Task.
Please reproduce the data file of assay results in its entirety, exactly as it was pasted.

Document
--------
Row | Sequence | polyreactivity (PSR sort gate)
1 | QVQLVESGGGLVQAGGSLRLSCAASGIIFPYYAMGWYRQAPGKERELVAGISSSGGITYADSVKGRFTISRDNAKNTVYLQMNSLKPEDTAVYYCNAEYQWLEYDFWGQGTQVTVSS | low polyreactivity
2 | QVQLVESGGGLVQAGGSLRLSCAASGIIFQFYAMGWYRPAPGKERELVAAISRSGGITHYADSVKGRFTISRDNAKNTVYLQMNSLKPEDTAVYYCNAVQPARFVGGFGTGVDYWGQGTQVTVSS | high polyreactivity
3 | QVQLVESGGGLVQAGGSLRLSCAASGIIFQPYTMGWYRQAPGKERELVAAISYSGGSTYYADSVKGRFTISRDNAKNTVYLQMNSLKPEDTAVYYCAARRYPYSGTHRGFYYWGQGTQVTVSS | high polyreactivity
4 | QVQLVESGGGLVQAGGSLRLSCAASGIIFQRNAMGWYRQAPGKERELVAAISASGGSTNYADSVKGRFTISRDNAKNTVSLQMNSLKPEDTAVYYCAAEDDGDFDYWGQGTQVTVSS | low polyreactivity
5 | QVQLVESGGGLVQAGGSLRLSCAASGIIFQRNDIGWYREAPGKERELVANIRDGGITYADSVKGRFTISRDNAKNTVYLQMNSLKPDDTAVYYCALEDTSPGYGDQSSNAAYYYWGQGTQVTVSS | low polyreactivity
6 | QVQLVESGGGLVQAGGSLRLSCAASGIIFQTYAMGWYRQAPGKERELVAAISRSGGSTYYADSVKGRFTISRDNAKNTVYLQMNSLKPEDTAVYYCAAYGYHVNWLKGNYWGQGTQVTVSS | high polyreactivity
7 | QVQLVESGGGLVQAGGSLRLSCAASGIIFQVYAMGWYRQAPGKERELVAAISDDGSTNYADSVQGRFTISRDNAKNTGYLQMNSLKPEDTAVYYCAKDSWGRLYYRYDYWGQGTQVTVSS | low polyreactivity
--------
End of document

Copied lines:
Row | Sequence | polyreactivity (PSR sort gate)
1 | QVQLVESGGGLVQAGGSLRLSCAASGIIFPYYAMGWYRQAPGKERELVAGISSSGGITYADSVKGRFTISRDNAKNTVYLQMNSLKPEDTAVYYCNAEYQWLEYDFWGQGTQVTVSS | low polyreactivity
2 | QVQLVESGGGLVQAGGSLRLSCAASGIIFQFYAMGWYRPAPGKERELVAAISRSGGITHYADSVKGRFTISRDNAKNTVYLQMNSLKPEDTAVYYCNAVQPARFVGGFGTGVDYWGQGTQVTVSS | high polyreactivity
3 | QVQLVESGGGLVQAGGSLRLSCAASGIIFQPYTMGWYRQAPGKERELVAAISYSGGSTYYADSVKGRFTISRDNAKNTVYLQMNSLKPEDTAVYYCAARRYPYSGTHRGFYYWGQGTQVTVSS | high polyreactivity
4 | QVQLVESGGGLVQAGGSLRLSCAASGIIFQRNAMGWYRQAPGKERELVAAISASGGSTNYADSVKGRFTISRDNAKNTVSLQMNSLKPEDTAVYYCAAEDDGDFDYWGQGTQVTVSS | low polyreactivity
5 | QVQLVESGGGLVQAGGSLRLSCAASGIIFQRNDIGWYREAPGKERELVANIRDGGITYADSVKGRFTISRDNAKNTVYLQMNSLKPDDTAVYYCALEDTSPGYGDQSSNAAYYYWGQGTQVTVSS | low polyreactivity
6 | QVQLVESGGGLVQAGGSLRLSCAASGIIFQTYAMGWYRQAPGKERELVAAISRSGGSTYYADSVKGRFTISRDNAKNTVYLQMNSLKPEDTAVYYCAAYGYHVNWLKGNYWGQGTQVTVSS | high polyreactivity
7 | QVQLVESGGGLVQAGGSLRLSCAASGIIFQVYAMGWYRQAPGKERELVAAISDDGSTNYADSVQGRFTISRDNAKNTGYLQMNSLKPEDTAVYYCAKDSWGRLYYRYDYWGQGTQVTVSS | low polyreactivity